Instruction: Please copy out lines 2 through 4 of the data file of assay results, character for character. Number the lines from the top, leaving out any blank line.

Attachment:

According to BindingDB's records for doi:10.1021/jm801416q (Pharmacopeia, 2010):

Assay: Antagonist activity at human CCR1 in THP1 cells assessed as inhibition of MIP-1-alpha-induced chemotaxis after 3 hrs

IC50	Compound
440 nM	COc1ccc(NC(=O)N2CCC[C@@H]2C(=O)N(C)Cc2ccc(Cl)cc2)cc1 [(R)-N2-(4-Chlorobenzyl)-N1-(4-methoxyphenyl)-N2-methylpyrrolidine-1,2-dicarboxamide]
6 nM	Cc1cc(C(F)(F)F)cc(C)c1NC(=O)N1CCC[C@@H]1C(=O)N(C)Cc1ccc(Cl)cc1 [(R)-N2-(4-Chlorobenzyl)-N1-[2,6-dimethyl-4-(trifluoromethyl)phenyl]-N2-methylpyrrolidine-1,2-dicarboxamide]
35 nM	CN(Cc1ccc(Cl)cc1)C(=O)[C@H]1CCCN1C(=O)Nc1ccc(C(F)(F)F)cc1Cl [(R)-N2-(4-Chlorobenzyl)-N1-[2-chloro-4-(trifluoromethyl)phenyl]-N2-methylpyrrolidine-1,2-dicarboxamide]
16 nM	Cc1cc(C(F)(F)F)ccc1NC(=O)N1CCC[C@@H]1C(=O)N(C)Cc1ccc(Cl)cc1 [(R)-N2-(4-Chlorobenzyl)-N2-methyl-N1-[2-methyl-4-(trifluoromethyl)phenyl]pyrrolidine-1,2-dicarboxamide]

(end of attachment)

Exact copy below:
Assay: Antagonist activity at human CCR1 in THP1 cells assessed as inhibition of MIP-1-alpha-induced chemotaxis after 3 hrs

IC50	Compound
440 nM	COc1ccc(NC(=O)N2CCC[C@@H]2C(=O)N(C)Cc2ccc(Cl)cc2)cc1 [(R)-N2-(4-Chlorobenzyl)-N1-(4-methoxyphenyl)-N2-methylpyrrolidine-1,2-dicarboxamide]